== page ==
Tatu Vanhanen, a pioneer of evolutionary sociology as well as a long-term colleague, collaborator and friend, died in 2015 at the age of 86 after a long illness.
Vanhanen specialised in cross-cultural analysis of political systems. For much of his career he studied the causes of democratisation by comparing large numbers of societies. He developed an Index of Democratisation. His core finding was that democracy is facilitated by a relatively even distribution of resources, which helps explain why democracy is associated with a large middle class. In the last two decades he used the same statistical methods to study the effects of ethnic diversity and population differences in IQ.
In 2004 Finland’s ethnic agency attempted to suppress Vanhanen’s research. The “Ombudsman of Minorities”, the Finnish equivalent of Australia’s Race Discrimination Commissioner, accused him of racially offensive statements and sought to have police authorities (the Finnish National Bureau of Investigations) investigate whether he had broken the law when he reported his research findings in a media interview. Vanhanen had been discussing his groundbreaking research conducted in collaboration with British psychologist Richard Lynn. A global correlation study indicated that average national IQ was the single strongest predictor of per capita GDP. Like Nobel Prize winning geneticist James Watson, Vanhanen linked low African IQ to that continent’s relative poverty. He was criticised for the same political reasons that Watson was condemned. But unlike Watson, Vanhanen never recanted.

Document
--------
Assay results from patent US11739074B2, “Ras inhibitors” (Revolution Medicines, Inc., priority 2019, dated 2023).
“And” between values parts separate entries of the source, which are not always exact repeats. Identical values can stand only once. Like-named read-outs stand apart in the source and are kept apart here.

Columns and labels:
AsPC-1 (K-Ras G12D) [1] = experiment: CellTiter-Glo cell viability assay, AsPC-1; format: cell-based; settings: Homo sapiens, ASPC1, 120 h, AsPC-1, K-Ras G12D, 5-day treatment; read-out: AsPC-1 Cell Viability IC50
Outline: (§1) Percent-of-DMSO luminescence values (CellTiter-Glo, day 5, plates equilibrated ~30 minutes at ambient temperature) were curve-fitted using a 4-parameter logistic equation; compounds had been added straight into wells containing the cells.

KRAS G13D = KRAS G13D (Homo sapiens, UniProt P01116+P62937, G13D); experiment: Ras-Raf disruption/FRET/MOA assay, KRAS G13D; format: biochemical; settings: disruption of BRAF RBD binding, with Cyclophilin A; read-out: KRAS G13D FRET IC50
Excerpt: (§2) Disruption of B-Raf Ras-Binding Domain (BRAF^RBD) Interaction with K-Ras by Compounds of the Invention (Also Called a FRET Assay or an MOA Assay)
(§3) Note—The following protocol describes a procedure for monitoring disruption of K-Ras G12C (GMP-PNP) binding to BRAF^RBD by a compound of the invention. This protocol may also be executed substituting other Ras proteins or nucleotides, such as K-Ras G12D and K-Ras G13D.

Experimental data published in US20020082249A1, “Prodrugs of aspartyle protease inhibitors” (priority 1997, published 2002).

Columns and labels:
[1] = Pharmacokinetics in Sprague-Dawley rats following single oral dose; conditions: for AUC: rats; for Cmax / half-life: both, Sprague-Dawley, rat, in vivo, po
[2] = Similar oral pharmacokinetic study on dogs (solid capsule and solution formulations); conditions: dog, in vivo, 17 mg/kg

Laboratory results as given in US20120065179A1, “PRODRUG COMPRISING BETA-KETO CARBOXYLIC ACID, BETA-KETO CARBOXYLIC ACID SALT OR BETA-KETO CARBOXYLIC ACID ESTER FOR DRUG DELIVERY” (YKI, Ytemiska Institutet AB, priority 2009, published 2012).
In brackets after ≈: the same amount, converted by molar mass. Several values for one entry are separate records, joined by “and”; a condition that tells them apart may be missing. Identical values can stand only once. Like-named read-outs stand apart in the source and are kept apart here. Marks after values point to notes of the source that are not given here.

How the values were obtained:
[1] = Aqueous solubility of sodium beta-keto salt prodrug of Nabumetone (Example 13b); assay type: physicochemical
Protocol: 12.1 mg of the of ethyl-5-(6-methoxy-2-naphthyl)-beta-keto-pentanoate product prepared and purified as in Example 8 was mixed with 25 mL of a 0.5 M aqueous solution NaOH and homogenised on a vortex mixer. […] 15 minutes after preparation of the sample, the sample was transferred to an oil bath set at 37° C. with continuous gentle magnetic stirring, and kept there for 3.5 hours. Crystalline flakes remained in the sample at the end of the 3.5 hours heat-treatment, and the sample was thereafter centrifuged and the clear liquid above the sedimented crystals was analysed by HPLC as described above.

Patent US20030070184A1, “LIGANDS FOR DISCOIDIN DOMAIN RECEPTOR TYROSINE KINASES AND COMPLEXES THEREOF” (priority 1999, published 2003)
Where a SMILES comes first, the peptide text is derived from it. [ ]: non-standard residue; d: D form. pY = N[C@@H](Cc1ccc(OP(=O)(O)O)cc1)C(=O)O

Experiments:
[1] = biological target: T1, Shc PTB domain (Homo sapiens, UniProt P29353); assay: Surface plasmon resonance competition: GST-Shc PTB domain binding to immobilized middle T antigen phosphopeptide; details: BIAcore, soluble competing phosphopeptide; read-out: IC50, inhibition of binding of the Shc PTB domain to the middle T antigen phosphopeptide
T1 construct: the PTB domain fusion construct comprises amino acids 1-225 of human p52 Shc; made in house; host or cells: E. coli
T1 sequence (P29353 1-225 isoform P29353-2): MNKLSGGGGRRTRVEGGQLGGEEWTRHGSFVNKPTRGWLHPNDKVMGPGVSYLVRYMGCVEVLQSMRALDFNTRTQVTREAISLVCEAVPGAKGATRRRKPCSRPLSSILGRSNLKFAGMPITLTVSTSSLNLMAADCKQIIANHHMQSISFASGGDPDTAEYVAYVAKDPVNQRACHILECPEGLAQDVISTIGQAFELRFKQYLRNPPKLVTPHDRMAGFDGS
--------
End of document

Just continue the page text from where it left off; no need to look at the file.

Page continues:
The attack on Vanhanen caused media interest partly because his son, Matti Vanhanen, was prime minister of Finland at the time. Son and father were close but the son distanced himself from his father. Such is the power of the alliance between the political left and minority ethnocentrists in many Western societies.
Tatu Vanhanen’s work, including that done in collaboration with Richard Lynn, was groundbreaking. It shows the potential of sociology once it is stripped of political bias. The impact of his research is still to be registered.
Following is a selection of some significant publications by Vanhanen.
(1991). Politics of ethnic nepotism: India as an example. New Delhi, Sterling.
(1997). Prospects of democracy. A study of 172 countries. New York, Routledge.
(1999). Ethnic conflicts explained by ethnic nepotism. Stamford, CT, JAI Press.
(2002). IQ and the wealth of nations. Westport, Conn., Praeger. [Co-authored with Richard Lynn.]
(2004). An exploratory comparative study of the relationship between ethnic heterogeneity and welfare politics. Welfare, ethnicity, and altruism. New data and evolutionary theory. F. K. Salter. London, Frank Cass: 88-118.
(2006). IQ and global inequality. Augusts, Georgia, Washington Summit Publishers. [Co-authored with Richard Lynn.]
(2009). The limits of democratization: Climate, intelligence, and resource distribution. Augusta, Georgia, Washington Summit Publishers.
(2012). Ethnic conflicts: Their biological roots in ethnic nepotism. London, Ulster Institute for Social Research.
(2012). Intelligence: A unifying construct for the social sciences. London, Ulster Institute for Social Research. [Co-authored with Richard Lynn.]
(2014). Global inequality as a consequence of human diversity. London, Ulster Institute for Social Research.